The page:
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By Jonathan Springston, Editor, Relias Media
The authors of a recently released review found that eating a mostly plant-based diet while minimizing animal-based foods could improve heart health and reduce one’s risk of dying from stroke, heart attack, and other cardiovascular maladies.
Investigators reviewed a database of food intake information from more than 10,000 middle-aged U.S. adults who were monitored from 1987 through 2016. These adults did not have cardiovascular disease at the start of the study. The authors categorized subjects’ eating patterns by how much plant-based food they consumed vs. how much animal-based food they consumed.
The authors observed those who ate the most plant-based foods had a 16% lower risk of cardiovascular disease and had a 32% lower risk of dying from cardiovascular disease. Researchers also observed that those who ate the most plant-based foods had a 25% lower risk of dying from any cause compared to those who ate the least amount of plant-based foods.
“While you don’t have to give up foods derived from animals completely, our study does suggest that eating a larger proportion of plant-based foods and a smaller proportion of animal-based foods may help reduce your risk of having a heart attack, stroke, or other type of cardiovascular disease,” said lead researcher Casey M. Rebholz, PhD, assistant professor of epidemiology at Johns Hopkins Bloomberg School of Public Health. “Our findings underscore the importance of focusing on your diet. There might be some variability in terms of individual foods, but to reduce cardiovascular disease risk people should eat more vegetables, nuts, whole grains, fruits, legumes, and fewer animal-based foods.”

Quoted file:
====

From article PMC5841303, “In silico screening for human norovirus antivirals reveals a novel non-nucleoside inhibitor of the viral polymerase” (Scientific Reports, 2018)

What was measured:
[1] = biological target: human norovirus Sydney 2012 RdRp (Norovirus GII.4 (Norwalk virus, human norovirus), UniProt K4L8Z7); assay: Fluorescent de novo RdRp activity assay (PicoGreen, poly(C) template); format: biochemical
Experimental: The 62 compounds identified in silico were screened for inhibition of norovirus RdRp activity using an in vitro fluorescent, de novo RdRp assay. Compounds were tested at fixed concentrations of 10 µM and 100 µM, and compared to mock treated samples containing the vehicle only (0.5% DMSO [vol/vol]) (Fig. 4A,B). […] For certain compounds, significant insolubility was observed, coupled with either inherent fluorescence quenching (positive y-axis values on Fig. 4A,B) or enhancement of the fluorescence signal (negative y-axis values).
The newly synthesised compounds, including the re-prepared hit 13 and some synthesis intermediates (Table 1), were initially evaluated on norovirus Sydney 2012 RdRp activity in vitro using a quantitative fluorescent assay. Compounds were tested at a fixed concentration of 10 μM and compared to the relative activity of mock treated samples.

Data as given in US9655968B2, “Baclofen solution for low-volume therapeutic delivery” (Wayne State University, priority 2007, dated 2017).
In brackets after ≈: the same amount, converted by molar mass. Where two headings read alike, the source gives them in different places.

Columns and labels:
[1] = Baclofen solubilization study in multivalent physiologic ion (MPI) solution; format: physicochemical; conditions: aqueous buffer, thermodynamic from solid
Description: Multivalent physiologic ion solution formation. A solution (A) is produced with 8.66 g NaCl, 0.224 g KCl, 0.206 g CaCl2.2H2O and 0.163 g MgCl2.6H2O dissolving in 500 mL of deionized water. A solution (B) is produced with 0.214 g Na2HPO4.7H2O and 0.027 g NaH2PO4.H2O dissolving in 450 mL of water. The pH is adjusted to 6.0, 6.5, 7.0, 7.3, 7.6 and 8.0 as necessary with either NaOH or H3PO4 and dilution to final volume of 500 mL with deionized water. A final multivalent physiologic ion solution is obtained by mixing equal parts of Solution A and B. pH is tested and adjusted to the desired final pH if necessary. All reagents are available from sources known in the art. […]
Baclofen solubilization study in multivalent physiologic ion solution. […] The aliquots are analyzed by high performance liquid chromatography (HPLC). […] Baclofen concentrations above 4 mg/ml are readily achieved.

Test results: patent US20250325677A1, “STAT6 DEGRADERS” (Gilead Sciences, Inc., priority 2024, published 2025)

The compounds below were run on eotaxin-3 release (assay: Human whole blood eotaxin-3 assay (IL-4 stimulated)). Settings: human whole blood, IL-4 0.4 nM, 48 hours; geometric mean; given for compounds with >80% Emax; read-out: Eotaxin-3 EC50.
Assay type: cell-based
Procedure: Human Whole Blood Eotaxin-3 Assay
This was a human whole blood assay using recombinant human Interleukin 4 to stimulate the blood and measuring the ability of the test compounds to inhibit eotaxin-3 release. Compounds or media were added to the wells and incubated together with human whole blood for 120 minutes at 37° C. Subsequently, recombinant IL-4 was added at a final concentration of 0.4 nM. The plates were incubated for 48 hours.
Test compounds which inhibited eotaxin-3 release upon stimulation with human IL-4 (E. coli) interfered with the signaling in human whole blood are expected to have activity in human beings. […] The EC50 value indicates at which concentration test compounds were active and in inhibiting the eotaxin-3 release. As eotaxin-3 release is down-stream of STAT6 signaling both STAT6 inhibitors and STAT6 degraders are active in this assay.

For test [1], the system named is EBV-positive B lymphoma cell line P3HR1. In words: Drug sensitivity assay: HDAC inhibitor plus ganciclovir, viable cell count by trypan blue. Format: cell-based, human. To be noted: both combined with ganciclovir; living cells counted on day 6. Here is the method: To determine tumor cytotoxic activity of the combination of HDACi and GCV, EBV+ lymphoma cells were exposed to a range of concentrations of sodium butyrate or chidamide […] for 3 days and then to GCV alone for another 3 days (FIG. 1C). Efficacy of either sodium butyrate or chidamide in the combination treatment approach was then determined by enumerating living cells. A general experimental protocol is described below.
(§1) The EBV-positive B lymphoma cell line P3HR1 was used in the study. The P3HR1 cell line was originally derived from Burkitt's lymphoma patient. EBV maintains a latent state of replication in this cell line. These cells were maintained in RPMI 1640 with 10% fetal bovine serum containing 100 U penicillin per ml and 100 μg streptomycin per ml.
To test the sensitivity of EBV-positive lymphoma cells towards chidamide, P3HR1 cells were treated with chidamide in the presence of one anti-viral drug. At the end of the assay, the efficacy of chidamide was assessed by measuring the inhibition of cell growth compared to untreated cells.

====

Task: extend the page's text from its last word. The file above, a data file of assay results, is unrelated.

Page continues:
While this was one of the first studies concerning plant-based vs. animal-based food eating habits in a general population, the design was observational in nature. The study authors recommended other investigators examine the quality of plant-based foods and how that may affect cardiovascular risks.
On the cover of the upcoming August 30 issue of Internal Medicine Alert, Joseph E. Scherger, MD, MPH, examines a large meta-analysis of high-quality observational studies. This meta-analysis revealed that adherence to a plant-based diet is inversely related with developing type 2 diabetes.
“Proponents of a whole food, plant-based diet like to point out the association of meat with the development of type 2 diabetes. There is a biological basis for their argument, but they tend to ignore the preeminent role of sugar and refined carbohydrates in the development of type 2 diabetes,” Scherger writes. “The truth is that sugar and other carbohydrates come from plants, not animal sources. The quality of the plants ingested is vital to this argument. People who eat spinach, broccoli, and kale tend to eat much healthier than those who eat burgers.”